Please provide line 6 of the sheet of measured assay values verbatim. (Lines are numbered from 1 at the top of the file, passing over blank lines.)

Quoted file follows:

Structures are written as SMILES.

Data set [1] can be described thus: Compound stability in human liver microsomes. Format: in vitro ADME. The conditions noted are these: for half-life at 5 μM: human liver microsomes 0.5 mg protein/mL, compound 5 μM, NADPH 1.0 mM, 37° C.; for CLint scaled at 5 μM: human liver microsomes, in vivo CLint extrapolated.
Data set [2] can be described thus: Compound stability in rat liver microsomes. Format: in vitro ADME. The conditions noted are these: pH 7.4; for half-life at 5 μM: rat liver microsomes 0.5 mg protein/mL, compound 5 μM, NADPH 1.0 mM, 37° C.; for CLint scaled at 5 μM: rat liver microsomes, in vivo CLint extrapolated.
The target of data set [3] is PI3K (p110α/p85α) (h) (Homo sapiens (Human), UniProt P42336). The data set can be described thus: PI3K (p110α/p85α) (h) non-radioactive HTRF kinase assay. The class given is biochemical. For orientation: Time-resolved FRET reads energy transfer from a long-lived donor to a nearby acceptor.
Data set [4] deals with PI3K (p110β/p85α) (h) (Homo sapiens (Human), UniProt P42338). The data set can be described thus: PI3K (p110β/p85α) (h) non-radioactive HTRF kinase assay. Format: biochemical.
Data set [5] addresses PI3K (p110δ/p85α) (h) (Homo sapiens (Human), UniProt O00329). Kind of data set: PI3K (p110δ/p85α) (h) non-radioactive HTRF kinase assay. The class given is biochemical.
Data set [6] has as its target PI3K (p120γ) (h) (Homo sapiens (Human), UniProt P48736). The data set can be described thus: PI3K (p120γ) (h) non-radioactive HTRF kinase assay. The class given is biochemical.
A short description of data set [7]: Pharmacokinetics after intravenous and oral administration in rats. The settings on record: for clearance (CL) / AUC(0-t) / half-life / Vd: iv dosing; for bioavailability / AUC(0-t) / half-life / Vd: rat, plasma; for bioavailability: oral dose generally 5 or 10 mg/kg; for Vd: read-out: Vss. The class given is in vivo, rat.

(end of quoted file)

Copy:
Data set [5] addresses PI3K (p110δ/p85α) (h) (Homo sapiens (Human), UniProt O00329). Kind of data set: PI3K (p110δ/p85α) (h) non-radioactive HTRF kinase assay. The class given is biochemical.